The moderating effect of psychological flexibility on the link between learned helplessness and depression symptomatology: A preliminary study

Inês A. Trindade, Ana Laura Mendes, Nuno B. Ferreira

Research output: Contribution to journalArticle

Abstract

Objective: In accordance to ACT theory, psychological inflexibility may influence the well-known link between learned helplessness and depression symptomatology. This exploratory preliminary study aims to analyse whether psychological flexibility moderates the relationship between these variables. Methods: A community sample of 84 Portuguese participants (30 men and 54 women), with a mean age of 33.98 (SD = 11.05), completed the LHS, CompACT, and DASS-21. The moderating effect of psychological flexibility on the relationship between learned helplessness and depression symptomatology was calculated using the PROCESS computation macro. Results: The interaction term between learned helplessness and psychological flexibility was significant (b = −0.01, SE = 0.00, p < 0.001), pointing out psychological flexibility as a moderator of the association between learned helplessness and depression symptoms. The total model explained 55% of the variance of depression symptomatology. For the same level of learned helplessness, participants who reported higher psychological flexibility, presented less depression symptomatology. The buffer effect of psychological flexibility is stronger when learned helplessness is higher. Discussion: Higher psychological flexibility seems to be protective for depression symptomatology, in particular for those individuals who experience higher levels of learned helplessness. Individuals who are most likely to struggle with learned helplessness are potentially those who could benefit the most of an intervention targeting psychological flexibility as a way to ameliorate depressive symptomatology. Future studies with larger and clinical samples are required to confirm these preliminary findings.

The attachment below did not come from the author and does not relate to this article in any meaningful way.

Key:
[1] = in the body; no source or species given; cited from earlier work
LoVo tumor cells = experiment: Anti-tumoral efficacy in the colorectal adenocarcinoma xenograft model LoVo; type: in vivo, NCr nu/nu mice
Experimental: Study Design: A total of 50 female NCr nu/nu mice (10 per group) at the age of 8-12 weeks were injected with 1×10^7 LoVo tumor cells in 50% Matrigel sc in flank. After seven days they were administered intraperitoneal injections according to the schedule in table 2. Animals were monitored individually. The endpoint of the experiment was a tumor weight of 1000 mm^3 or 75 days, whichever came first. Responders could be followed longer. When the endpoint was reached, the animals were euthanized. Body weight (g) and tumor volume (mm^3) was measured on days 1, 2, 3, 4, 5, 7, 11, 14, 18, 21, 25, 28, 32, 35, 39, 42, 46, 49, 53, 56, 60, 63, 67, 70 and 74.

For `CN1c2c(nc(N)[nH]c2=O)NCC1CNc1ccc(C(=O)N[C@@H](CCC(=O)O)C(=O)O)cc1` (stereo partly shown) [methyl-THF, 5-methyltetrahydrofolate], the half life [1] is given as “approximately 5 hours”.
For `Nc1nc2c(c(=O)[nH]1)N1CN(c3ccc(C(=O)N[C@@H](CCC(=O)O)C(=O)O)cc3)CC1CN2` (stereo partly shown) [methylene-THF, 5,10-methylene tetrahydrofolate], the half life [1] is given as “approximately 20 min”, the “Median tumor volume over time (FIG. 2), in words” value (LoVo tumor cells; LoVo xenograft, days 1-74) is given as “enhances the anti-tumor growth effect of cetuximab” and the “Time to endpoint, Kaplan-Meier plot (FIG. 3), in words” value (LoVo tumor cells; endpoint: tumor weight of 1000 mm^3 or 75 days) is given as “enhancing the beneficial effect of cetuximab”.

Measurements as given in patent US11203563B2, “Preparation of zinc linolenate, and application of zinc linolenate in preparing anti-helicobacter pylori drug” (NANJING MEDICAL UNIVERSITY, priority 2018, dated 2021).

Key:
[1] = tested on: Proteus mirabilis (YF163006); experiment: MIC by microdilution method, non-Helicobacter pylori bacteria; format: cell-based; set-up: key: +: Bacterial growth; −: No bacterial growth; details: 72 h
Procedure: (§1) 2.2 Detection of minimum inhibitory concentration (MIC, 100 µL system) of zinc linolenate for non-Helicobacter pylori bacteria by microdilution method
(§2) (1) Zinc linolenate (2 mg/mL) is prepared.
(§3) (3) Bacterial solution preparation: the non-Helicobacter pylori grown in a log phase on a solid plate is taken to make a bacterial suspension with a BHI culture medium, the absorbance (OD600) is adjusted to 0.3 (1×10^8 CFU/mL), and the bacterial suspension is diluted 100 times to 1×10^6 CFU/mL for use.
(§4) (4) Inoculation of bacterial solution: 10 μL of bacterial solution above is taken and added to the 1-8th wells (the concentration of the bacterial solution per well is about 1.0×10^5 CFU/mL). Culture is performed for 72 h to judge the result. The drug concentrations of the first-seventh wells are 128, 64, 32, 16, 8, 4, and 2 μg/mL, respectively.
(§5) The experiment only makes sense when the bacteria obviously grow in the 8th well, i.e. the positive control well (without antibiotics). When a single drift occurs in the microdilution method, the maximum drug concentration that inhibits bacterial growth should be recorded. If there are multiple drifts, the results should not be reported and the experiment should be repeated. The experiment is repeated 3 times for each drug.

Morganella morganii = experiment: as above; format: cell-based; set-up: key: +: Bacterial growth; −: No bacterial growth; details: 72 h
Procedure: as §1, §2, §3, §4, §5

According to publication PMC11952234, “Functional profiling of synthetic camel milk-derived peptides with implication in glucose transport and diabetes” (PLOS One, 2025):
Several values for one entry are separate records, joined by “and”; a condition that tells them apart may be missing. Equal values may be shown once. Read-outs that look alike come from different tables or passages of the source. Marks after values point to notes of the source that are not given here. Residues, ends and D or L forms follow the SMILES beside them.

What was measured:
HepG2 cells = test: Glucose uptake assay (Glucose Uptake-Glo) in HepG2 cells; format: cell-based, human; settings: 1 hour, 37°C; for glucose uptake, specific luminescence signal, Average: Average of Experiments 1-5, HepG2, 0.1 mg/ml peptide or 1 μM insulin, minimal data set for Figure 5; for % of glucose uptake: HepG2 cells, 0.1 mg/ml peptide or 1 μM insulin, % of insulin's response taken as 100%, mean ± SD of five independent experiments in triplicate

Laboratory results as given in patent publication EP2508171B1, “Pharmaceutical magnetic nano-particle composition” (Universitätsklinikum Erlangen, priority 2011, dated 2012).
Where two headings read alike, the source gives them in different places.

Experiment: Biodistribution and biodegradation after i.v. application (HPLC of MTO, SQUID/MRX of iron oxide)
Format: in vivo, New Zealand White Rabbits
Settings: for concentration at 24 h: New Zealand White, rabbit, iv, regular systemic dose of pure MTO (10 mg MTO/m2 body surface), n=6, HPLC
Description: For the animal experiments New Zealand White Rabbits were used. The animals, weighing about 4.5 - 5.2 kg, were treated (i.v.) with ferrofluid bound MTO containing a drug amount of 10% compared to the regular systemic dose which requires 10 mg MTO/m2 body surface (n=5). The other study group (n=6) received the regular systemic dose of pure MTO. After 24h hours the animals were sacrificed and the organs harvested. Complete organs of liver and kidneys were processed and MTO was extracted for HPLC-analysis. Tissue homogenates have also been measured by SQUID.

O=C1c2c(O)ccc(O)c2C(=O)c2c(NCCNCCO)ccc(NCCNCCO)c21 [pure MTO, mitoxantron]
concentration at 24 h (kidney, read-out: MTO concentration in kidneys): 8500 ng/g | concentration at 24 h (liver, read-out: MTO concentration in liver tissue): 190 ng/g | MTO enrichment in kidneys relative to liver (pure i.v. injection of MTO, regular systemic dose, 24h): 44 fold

Original languageEnglish
Pages (from-to)68-72
Number of pages5
JournalJournal of Contextual Behavioral Science
Volume15